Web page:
Discussions of speech law almost always begin with the First Amendment requirement that Congress shall make no law abridging the freedom of speech. That restriction now applies to all government agencies at every level through the application of the Fourteenth Amendment. Since about 85% of all higher education students attend public institutions, free speech rights are protected there at least in theory. Almost all private campuses have adopted principles of free speech and if they are violated, courts have found those actions precluded by contract law.
Free speech controversies are often focused on acts of censorship such as speech cancellations, speech codes, safe spaces, and bias response teams. There is another type of free speech issue, however, that receives much less attention: speech that is not censored but compelled. Increasing numbers of campuses have adopted political statements that employees and prospective employees are expected to affirm publicly. If they do not, they may be excluded from employment consideration. If they are already hired, they may be subject to discipline or even termination. Litigation may be necessary to challenge and end campus compelled speech.
Land Acknowledgement Statements
One controversy is over “Land Acknowledgement” statements, which faculty have recently challenged. Sprouting across the county, these declarations urge campus residents to recognize the indigenous peoples who may once have resided in the local area and to honor them and their current lineage. That may be harmless virtue signaling, since campuses have no intention of returning the land to a tribe or paying reparations.
The context of the “Acknowledgement,” however, is highly political, suggesting a campus and even the United States as a country are on “occupied land” and, therefore, probably illegitimate. For example, the Northwestern University statement proclaims “Land acknowledgments do not exist in the past tense, or historical contexts: colonialism is a current ongoing process….” The Guide to Indigenous Land Acknowledgement urges campuses not to “sugarcoat the past. Use terms like genocide, ethnic cleansing, stolen land and forced removal to reflect actions taken by colonizers.”
The University of Washington Indigenous Land Acknowledgement statement identifies the Coast Salish peoples and “all tribes and bands within the Suquamish, Tulalip and Muckleshoot nations” as the first owners of campus property and recommended such recognition be included in all course syllabi. Professor Stuart Reges, who teaches in the UW Allen School of Computer Science & Engineering, wrote in his course syllabus that, according to John Locke’s theory of property, land ownership is determined by the use of labor to harness natural resources. Therefore, the Coast Salish peoples could claim almost none of the campus property. The Director of the Allen School Magdalena Balazinski responded that Reges’s statement was “…offensive and it creates a toxic environment in your course….The current statement in your course syllabus is inappropriate and must be removed.” While Reges was free to voice his opinion elsewhere, she declared that Locke’s theory “dehumanizes and demeans Indigenous people and is contrary to the longstanding relationship and respect the UW has with and for the Coast Salish peoples and other federally recognized tribes within the state of Washington.” Further, UW “is committed to providing an inclusive and equitable learning environment.”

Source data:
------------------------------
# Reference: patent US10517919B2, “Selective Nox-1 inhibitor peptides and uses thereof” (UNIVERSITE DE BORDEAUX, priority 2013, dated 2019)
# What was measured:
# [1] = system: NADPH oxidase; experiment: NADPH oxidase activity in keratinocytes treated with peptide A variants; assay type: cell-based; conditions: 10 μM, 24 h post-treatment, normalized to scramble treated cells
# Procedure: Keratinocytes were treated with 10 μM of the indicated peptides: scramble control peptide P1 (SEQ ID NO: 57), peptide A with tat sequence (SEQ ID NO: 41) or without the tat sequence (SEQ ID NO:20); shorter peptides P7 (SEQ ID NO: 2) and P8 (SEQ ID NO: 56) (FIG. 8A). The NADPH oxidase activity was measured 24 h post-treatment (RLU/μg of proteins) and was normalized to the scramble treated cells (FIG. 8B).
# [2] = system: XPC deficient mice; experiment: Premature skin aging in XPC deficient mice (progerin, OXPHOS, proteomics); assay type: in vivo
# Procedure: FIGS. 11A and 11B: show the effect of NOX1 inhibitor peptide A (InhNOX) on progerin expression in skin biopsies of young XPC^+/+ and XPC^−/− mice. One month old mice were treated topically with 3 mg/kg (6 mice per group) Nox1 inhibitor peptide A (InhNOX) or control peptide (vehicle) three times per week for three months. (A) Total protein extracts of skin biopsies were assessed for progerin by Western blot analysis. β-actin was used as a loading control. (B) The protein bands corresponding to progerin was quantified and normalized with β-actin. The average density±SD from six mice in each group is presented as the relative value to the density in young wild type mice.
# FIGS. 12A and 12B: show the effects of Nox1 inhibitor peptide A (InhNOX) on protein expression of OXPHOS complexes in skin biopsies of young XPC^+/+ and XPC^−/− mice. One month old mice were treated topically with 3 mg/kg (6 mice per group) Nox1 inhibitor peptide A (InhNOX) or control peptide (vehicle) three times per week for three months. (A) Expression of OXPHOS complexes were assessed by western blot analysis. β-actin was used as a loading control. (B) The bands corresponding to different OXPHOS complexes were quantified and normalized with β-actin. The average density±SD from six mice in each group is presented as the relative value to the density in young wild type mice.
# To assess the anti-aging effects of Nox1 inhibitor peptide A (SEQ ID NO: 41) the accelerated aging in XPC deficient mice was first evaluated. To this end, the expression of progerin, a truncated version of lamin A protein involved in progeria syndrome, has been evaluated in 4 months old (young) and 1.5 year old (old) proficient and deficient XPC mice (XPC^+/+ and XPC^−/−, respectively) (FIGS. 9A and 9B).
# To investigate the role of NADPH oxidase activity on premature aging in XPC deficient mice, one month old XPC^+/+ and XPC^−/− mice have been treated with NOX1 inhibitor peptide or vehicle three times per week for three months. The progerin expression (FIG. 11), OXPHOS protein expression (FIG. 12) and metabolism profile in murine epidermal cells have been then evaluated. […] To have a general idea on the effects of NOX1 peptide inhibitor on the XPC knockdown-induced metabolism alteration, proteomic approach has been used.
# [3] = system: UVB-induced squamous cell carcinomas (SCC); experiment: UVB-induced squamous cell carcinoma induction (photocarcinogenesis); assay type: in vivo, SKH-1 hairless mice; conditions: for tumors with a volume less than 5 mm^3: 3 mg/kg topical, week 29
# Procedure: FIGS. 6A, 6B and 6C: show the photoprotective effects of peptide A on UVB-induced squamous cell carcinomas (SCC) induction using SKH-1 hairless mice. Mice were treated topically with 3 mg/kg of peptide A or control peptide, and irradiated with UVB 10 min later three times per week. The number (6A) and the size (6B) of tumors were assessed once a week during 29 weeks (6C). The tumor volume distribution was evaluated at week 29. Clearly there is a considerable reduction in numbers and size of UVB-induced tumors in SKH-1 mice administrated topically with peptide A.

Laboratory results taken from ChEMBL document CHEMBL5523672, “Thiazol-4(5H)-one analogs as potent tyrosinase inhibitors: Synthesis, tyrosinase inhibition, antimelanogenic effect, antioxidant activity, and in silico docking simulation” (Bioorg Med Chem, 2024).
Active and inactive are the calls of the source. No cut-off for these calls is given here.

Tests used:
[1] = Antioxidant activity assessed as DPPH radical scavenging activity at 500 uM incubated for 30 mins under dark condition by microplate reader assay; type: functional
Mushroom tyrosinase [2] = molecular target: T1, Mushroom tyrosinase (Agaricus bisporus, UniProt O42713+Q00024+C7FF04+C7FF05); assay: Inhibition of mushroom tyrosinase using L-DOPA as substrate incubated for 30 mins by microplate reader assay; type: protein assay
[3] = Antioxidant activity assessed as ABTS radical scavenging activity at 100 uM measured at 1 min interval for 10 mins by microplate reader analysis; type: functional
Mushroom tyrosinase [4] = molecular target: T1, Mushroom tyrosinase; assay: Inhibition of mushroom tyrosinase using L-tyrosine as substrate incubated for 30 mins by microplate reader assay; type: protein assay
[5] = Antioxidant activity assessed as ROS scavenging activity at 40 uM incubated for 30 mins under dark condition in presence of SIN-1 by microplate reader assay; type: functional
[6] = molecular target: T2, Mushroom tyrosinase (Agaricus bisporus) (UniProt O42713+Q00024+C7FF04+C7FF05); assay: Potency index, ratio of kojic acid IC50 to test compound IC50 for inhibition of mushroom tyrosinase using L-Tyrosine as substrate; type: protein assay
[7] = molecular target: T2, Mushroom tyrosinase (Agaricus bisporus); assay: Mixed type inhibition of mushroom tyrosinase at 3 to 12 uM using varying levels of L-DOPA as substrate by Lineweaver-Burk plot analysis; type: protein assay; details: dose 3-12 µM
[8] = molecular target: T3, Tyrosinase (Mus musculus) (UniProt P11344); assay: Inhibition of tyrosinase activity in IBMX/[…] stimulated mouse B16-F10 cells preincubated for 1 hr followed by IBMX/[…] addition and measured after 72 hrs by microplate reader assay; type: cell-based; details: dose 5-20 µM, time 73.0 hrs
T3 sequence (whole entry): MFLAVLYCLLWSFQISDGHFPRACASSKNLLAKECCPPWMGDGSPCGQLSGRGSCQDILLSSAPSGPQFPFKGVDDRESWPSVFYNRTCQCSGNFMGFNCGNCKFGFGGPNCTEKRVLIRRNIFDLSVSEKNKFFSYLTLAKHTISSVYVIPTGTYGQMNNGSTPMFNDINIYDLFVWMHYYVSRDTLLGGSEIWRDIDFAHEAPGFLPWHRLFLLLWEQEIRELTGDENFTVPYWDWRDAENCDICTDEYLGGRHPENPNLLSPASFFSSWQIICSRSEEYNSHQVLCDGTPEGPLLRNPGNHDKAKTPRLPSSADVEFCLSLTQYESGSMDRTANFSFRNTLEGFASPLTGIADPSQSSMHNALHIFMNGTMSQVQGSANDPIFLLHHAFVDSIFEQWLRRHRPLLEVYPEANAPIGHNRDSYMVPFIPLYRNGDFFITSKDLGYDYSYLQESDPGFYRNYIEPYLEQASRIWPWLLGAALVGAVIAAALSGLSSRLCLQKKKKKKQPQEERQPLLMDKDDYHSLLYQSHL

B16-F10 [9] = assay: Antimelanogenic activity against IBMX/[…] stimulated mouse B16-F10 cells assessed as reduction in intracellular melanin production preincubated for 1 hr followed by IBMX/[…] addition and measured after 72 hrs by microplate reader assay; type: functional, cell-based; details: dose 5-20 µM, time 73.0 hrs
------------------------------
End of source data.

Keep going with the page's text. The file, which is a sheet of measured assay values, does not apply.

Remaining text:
When the Foundation for Individual Rights in Education (F.I.R.E.) took up the case, it wrote that “UW pays lip service, to inclusivity, but censorship is incompatible with inclusivity” and with the First Amendment. Eventually, UW decided its Land Acknowledgement syllabi policy would probably not survive judicial review and it has now made such statements voluntary.
Similarly, at San Diego State University (SDSU) administrators issued a course syllabi template for the Spring 2022 semester that required a recognition of the legacy of the Kumeyaay people who “lived in balance and harmony” with the land. After another F.I.R.E letter outlining the law on compelled speech, the SDSU Academic Senate on March 2 voted to rescind the course syllabi “Acknowledge” requirement.
The “Acknowledgement” issue is unlikely to go away, however.
Diversity, Equity, and Inclusion
A far more common problem can be found in required Diversity, Equity, and Inclusion (DEI) statements. Some dimensions of DEI just offer a counter interpretation of the more traditional American narrative and deserve a place in the campus dialogue, but other versions are much more coercive and require individual adherence to a set of beliefs which may not only be factually incorrect but trample individual conscience. The latter such DEI version may run afoul of legal protections against compelled speech.
A major part of the DEI strategy is the appropriation of concepts that sound fair but are not as implemented. Consequently, the terms are rarely specifically defined or applied even-handedly. For example, among the various categories of human identity, how should “diversity” be measured? Who on a faculty is or is not diverse? In DEI mandates, diversity is measured not by what professors think or the intellectual tools they use, but by their immutable characteristics. Often the diversity goal is to create proportionality for certain groups considered under-represented or even marginalized.
“Equity” proponents rarely advocate equal treatment, but instead propose redistribution by group. What resources, however, should be shifted from one group to another? Does equity mean racial reparations? If so, who should pay the bill and how should beneficiaries be defined?